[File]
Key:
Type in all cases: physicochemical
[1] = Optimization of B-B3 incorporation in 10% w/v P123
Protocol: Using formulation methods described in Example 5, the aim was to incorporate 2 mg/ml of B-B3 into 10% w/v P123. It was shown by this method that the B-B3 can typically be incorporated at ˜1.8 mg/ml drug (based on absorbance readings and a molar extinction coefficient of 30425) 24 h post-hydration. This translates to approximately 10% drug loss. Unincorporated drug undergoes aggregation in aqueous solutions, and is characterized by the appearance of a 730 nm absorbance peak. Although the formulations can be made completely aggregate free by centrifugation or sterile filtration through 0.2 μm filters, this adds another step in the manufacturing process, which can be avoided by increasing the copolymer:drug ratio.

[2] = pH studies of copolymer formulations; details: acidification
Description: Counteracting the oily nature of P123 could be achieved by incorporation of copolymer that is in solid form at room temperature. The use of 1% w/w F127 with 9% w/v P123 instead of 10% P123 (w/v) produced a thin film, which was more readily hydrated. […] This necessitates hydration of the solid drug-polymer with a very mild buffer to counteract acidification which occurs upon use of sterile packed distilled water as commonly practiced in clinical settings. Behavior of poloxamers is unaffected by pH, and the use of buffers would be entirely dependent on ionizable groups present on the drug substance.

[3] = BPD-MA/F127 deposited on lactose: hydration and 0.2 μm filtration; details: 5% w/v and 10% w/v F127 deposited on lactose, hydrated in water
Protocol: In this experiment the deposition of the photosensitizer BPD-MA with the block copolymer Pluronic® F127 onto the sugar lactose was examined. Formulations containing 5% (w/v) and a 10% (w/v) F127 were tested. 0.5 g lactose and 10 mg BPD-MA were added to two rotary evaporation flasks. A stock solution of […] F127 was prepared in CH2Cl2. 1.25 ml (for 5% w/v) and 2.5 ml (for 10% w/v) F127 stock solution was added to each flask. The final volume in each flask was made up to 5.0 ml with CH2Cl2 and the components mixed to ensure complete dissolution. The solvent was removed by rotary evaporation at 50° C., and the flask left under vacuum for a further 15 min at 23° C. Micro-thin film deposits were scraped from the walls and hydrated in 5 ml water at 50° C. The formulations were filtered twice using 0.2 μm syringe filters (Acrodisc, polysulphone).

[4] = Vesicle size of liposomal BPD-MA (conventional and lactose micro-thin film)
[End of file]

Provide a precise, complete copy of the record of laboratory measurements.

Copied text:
Key:
Type in all cases: physicochemical
[1] = Optimization of B-B3 incorporation in 10% w/v P123
Protocol: Using formulation methods described in Example 5, the aim was to incorporate 2 mg/ml of B-B3 into 10% w/v P123. It was shown by this method that the B-B3 can typically be incorporated at ˜1.8 mg/ml drug (based on absorbance readings and a molar extinction coefficient of 30425) 24 h post-hydration. This translates to approximately 10% drug loss. Unincorporated drug undergoes aggregation in aqueous solutions, and is characterized by the appearance of a 730 nm absorbance peak. Although the formulations can be made completely aggregate free by centrifugation or sterile filtration through 0.2 μm filters, this adds another step in the manufacturing process, which can be avoided by increasing the copolymer:drug ratio.

[2] = pH studies of copolymer formulations; details: acidification
Description: Counteracting the oily nature of P123 could be achieved by incorporation of copolymer that is in solid form at room temperature. The use of 1% w/w F127 with 9% w/v P123 instead of 10% P123 (w/v) produced a thin film, which was more readily hydrated. […] This necessitates hydration of the solid drug-polymer with a very mild buffer to counteract acidification which occurs upon use of sterile packed distilled water as commonly practiced in clinical settings. Behavior of poloxamers is unaffected by pH, and the use of buffers would be entirely dependent on ionizable groups present on the drug substance.

[3] = BPD-MA/F127 deposited on lactose: hydration and 0.2 μm filtration; details: 5% w/v and 10% w/v F127 deposited on lactose, hydrated in water
Protocol: In this experiment the deposition of the photosensitizer BPD-MA with the block copolymer Pluronic® F127 onto the sugar lactose was examined. Formulations containing 5% (w/v) and a 10% (w/v) F127 were tested. 0.5 g lactose and 10 mg BPD-MA were added to two rotary evaporation flasks. A stock solution of […] F127 was prepared in CH2Cl2. 1.25 ml (for 5% w/v) and 2.5 ml (for 10% w/v) F127 stock solution was added to each flask. The final volume in each flask was made up to 5.0 ml with CH2Cl2 and the components mixed to ensure complete dissolution. The solvent was removed by rotary evaporation at 50° C., and the flask left under vacuum for a further 15 min at 23° C. Micro-thin film deposits were scraped from the walls and hydrated in 5 ml water at 50° C. The formulations were filtered twice using 0.2 μm syringe filters (Acrodisc, polysulphone).

[4] = Vesicle size of liposomal BPD-MA (conventional and lactose micro-thin film)